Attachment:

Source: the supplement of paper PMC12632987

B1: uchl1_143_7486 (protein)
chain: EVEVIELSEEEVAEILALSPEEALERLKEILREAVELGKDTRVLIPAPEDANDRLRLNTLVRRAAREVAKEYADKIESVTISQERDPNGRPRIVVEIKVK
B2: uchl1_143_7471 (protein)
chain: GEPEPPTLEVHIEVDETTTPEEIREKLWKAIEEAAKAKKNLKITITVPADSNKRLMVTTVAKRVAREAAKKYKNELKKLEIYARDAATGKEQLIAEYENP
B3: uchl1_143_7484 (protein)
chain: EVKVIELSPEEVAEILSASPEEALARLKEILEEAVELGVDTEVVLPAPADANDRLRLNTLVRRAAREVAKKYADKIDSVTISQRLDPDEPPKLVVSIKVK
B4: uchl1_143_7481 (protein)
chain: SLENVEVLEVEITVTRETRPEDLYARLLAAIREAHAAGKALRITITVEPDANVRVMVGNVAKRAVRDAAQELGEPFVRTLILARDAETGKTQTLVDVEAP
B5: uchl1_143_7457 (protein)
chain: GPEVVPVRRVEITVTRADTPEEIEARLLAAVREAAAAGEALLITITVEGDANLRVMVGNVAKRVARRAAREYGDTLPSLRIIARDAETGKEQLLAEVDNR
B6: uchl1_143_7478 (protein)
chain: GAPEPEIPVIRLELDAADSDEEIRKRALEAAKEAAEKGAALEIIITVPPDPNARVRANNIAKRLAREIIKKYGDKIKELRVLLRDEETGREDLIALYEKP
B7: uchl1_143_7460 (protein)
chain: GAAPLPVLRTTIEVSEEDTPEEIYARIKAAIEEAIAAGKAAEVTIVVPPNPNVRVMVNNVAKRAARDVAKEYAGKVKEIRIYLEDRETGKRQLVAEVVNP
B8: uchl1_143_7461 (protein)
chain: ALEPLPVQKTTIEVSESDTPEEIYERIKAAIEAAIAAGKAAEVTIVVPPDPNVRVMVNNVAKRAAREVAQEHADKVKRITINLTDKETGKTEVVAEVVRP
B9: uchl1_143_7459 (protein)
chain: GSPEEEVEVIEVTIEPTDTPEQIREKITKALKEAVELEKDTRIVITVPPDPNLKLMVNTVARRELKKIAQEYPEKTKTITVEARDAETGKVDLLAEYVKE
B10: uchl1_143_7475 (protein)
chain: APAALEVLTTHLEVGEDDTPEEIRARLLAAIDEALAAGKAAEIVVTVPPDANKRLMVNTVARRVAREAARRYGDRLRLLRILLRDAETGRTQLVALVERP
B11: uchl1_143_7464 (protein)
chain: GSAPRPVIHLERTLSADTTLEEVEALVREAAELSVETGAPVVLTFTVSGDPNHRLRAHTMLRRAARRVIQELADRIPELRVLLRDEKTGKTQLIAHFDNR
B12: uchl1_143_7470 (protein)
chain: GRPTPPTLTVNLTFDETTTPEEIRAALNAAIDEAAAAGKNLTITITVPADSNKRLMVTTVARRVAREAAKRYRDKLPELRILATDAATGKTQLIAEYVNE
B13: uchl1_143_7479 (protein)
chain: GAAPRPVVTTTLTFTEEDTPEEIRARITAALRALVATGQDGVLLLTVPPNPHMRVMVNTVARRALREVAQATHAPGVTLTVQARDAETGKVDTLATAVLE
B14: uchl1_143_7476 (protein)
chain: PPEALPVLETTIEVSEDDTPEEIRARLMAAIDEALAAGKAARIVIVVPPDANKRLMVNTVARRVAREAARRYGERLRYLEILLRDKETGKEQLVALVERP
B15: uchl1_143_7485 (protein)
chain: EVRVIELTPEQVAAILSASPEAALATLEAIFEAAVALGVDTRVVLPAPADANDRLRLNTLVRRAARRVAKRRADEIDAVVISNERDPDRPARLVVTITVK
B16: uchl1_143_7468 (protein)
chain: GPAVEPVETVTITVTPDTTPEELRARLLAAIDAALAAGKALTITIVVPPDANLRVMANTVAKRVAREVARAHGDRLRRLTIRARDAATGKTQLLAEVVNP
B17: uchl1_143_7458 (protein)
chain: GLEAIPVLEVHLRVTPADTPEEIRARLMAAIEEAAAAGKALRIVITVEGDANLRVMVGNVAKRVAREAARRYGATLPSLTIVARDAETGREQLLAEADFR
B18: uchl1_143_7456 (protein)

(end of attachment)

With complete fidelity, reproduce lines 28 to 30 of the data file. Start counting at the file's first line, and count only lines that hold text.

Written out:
B14: uchl1_143_7476 (protein)
chain: PPEALPVLETTIEVSEDDTPEEIRARLMAAIDEALAAGKAARIVIVVPPDANKRLMVNTVARRVAREAARRYGERLRYLEILLRDKETGKEQLVALVERP
B15: uchl1_143_7485 (protein)